"I bambini Sanno" (Children Know) at NYU
The lights in the room suddenly turn off as an introspective but also entertaining documentary, starring children ages eight to thirteen getting interviewed by the author, Walter Veltroni, on specific themes such as: love, religion, life, homosexuality. Thirty-nine children chosen from all over Italy, coming from diverse social backgrounds.
The audience’s silence is regularly broken by smiles and applauses as a giant screen projectsthe faces of these children and their statements on how today’s world is perceived through their eyes, with simplicity and typical elements of surprise.
It could be that the author, the multifaceted Walter Veltroni, is himself trying to find answers to the more complex questions of life, because it’s from the simple answers of children that great teachings can be drawn for adults, who are often too caught up in observing them to really pay attention to what they say.
The complexity of existential themes that melt like snow in the sun when exposed the simple thought process of these children from all over Italy, whose different social backgrounds bring forth different opinions. Diversity is therefore understood by the author as a starting point for the construction of a better society. Everyone has their own story, their own take on the world.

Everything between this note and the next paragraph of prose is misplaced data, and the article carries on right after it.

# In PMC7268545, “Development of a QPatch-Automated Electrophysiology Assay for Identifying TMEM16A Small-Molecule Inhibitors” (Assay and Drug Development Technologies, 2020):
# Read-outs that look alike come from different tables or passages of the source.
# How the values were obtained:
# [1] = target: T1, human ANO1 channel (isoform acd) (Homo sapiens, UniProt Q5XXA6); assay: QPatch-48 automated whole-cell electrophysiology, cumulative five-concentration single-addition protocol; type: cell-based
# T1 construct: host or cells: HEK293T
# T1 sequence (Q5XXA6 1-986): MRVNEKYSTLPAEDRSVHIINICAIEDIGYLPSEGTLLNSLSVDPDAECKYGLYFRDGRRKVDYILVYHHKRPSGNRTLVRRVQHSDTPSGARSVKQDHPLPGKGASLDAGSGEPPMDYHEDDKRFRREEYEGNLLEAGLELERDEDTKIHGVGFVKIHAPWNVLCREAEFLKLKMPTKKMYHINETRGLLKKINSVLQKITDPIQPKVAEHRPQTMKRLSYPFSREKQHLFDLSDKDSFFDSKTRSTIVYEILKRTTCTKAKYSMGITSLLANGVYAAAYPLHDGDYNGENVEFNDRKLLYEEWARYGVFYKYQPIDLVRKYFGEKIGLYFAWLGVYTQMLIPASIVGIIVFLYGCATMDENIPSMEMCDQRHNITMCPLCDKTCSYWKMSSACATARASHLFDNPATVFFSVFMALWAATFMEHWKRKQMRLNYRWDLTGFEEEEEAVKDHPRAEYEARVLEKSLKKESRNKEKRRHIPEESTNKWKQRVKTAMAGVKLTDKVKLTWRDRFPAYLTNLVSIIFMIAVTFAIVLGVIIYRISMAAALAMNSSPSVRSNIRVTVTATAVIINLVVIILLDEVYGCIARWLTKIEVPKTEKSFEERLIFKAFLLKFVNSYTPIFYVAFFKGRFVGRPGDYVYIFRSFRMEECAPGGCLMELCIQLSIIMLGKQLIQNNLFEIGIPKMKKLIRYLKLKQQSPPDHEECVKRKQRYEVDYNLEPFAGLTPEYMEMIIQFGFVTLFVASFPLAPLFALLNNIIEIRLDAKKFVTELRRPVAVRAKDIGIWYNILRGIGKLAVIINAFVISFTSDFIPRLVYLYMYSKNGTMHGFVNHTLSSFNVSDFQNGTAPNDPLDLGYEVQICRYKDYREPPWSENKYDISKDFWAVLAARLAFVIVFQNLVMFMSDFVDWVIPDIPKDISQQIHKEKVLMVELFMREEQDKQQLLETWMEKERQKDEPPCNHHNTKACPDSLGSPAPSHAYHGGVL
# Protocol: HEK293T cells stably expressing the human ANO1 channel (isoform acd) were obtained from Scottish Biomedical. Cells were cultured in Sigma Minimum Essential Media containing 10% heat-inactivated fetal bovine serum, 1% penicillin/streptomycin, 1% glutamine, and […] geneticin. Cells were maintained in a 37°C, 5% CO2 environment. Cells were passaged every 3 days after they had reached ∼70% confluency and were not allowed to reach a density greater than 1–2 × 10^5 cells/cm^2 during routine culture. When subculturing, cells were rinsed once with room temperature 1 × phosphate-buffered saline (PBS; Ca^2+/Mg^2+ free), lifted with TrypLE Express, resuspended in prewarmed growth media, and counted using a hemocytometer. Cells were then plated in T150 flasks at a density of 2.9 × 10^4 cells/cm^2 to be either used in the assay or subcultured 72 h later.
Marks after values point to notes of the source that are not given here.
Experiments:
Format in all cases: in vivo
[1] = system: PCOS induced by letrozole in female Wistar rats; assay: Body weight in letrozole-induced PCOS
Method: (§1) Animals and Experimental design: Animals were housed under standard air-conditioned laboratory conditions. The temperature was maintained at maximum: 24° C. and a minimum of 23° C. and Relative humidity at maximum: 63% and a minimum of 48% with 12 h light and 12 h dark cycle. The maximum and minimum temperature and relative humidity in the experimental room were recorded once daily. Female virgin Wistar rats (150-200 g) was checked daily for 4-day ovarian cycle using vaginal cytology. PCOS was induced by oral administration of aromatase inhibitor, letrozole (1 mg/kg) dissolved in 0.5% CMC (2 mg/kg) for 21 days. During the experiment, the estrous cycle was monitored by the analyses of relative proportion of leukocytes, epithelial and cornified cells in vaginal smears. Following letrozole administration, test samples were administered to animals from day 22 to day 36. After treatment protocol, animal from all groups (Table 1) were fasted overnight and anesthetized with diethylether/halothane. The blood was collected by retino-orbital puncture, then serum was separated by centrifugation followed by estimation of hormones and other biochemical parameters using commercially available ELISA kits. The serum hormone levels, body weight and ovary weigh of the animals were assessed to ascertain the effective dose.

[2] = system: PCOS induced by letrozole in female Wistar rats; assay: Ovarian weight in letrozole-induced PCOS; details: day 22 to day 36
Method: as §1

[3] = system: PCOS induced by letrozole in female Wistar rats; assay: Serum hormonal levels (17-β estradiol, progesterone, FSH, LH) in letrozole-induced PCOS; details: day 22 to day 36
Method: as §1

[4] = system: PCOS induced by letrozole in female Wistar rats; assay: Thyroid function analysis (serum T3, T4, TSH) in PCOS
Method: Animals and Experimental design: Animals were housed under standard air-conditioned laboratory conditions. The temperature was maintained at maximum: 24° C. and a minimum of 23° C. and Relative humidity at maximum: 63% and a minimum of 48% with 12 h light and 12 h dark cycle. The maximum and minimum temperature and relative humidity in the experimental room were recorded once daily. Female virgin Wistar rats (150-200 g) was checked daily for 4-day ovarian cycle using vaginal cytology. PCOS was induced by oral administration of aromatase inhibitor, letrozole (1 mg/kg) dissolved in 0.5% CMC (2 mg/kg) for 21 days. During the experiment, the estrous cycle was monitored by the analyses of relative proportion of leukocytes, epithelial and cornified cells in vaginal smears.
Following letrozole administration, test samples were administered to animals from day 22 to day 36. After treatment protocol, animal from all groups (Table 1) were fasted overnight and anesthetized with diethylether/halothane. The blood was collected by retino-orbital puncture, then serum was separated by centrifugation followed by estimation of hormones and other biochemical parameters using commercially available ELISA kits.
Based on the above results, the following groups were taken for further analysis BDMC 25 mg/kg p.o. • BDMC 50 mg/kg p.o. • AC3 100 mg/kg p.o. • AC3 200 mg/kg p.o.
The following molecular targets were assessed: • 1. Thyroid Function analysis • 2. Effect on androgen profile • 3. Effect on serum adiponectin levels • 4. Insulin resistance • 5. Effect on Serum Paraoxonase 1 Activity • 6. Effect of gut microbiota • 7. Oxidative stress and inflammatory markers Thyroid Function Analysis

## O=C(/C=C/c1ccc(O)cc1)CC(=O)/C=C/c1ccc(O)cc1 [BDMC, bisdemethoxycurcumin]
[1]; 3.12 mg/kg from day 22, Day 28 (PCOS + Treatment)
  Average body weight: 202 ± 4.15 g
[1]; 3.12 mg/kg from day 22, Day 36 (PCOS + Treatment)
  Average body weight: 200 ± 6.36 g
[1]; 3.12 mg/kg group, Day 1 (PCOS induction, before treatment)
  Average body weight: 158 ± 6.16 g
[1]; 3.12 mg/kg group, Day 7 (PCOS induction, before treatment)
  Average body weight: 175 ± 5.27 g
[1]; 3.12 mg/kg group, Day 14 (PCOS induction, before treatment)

All these are questions that were deconstructed at the end of the projection of the documentary in a debate with the author, with Professor Stefano Albertini (NYU), and with Antonio Monda (Director of the Rome Film Festival).
On such an occasion, Walter Veltroni had the opportunity to explain how the documentary was born to give a voice to children at an existential stage in life, between ages eight and thirteen, at which it’s important to know their thoughts on the important things in life. It’s at that stage of life, the author continues, that people’s characters take shape, influenced by any external factor; in that short period of time children ask themselves seemingly simple but actually complex questions, through which it’s also possible to describe the country’s social complexity.
The thoughts of children, not as mere “flatus vocis”, but as essential views and perspectives on themes that contribute to the construction of our society: to understand what we were and what we will be.
A great result, rewarding the author’s versatility, and serving as a great follow-up to his last documentary titled “Quando c’era Berlinguer” (When there was Berlinguer), in which he told the political story of the then leader of the communist party Enrico Berlinguer.